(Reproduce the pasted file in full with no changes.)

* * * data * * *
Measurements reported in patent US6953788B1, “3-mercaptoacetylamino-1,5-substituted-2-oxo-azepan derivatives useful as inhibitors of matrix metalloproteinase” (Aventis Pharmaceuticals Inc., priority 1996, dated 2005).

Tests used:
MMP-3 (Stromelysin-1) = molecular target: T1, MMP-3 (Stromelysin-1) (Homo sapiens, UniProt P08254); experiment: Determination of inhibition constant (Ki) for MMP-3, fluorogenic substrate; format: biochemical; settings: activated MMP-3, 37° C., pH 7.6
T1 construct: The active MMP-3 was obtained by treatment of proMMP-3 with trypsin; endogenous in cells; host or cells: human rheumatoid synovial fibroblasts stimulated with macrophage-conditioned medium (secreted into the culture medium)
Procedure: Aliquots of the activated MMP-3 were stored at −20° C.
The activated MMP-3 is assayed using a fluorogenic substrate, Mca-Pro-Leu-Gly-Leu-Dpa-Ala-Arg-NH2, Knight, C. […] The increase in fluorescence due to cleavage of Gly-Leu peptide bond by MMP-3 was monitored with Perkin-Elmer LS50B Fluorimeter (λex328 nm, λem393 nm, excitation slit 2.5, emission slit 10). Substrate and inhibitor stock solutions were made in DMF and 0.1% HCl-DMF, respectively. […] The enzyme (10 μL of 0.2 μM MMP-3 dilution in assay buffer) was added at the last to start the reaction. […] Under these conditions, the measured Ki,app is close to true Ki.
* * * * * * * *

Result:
Measurements reported in patent US6953788B1, “3-mercaptoacetylamino-1,5-substituted-2-oxo-azepan derivatives useful as inhibitors of matrix metalloproteinase” (Aventis Pharmaceuticals Inc., priority 1996, dated 2005).

Tests used:
MMP-3 (Stromelysin-1) = molecular target: T1, MMP-3 (Stromelysin-1) (Homo sapiens, UniProt P08254); experiment: Determination of inhibition constant (Ki) for MMP-3, fluorogenic substrate; format: biochemical; settings: activated MMP-3, 37° C., pH 7.6
T1 construct: The active MMP-3 was obtained by treatment of proMMP-3 with trypsin; endogenous in cells; host or cells: human rheumatoid synovial fibroblasts stimulated with macrophage-conditioned medium (secreted into the culture medium)
Procedure: Aliquots of the activated MMP-3 were stored at −20° C.
The activated MMP-3 is assayed using a fluorogenic substrate, Mca-Pro-Leu-Gly-Leu-Dpa-Ala-Arg-NH2, Knight, C. […] The increase in fluorescence due to cleavage of Gly-Leu peptide bond by MMP-3 was monitored with Perkin-Elmer LS50B Fluorimeter (λex328 nm, λem393 nm, excitation slit 2.5, emission slit 10). Substrate and inhibitor stock solutions were made in DMF and 0.1% HCl-DMF, respectively. […] The enzyme (10 μL of 0.2 μM MMP-3 dilution in assay buffer) was added at the last to start the reaction. […] Under these conditions, the measured Ki,app is close to true Ki.